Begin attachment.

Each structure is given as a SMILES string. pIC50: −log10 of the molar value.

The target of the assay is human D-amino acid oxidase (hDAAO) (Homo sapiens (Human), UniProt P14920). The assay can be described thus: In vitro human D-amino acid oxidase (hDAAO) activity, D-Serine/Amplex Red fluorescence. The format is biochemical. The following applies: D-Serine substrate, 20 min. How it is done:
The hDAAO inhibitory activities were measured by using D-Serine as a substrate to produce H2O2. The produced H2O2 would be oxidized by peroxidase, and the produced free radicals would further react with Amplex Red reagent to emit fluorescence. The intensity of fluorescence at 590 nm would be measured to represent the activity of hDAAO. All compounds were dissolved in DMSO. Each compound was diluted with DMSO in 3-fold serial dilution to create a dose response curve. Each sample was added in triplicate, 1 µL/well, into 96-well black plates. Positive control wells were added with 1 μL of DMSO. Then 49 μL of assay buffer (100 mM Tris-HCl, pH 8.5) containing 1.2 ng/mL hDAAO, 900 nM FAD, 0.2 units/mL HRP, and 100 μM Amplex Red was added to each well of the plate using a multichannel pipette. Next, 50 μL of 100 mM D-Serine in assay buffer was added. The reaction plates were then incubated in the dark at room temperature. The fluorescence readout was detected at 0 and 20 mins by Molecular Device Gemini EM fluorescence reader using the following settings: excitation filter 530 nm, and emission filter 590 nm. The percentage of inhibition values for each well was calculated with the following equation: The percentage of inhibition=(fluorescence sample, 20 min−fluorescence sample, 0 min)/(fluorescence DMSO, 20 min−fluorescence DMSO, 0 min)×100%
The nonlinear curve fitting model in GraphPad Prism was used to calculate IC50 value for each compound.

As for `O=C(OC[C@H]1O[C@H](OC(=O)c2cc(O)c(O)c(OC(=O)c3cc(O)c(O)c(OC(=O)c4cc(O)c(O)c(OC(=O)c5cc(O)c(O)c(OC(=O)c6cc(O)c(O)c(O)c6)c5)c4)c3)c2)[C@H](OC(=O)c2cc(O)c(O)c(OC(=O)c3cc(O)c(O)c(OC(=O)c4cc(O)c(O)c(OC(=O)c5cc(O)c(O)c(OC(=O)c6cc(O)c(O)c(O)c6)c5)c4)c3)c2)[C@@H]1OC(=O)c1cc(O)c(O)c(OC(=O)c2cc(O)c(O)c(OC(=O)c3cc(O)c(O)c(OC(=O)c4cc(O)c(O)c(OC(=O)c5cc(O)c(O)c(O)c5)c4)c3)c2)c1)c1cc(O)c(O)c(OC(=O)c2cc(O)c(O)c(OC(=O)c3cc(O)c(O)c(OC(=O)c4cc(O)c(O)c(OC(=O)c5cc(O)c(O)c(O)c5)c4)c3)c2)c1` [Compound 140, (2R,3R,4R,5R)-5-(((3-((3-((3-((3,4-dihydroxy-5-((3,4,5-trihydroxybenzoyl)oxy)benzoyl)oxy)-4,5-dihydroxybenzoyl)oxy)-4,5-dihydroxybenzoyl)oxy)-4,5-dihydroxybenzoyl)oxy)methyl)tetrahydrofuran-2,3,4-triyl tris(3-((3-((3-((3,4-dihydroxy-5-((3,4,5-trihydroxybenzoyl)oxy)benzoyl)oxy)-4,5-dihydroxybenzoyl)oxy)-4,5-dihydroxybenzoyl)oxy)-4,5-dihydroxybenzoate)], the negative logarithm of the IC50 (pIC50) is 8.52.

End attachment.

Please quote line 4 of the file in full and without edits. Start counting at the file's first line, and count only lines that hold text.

The nonlinear curve fitting model in GraphPad Prism was used to calculate IC50 value for each compound.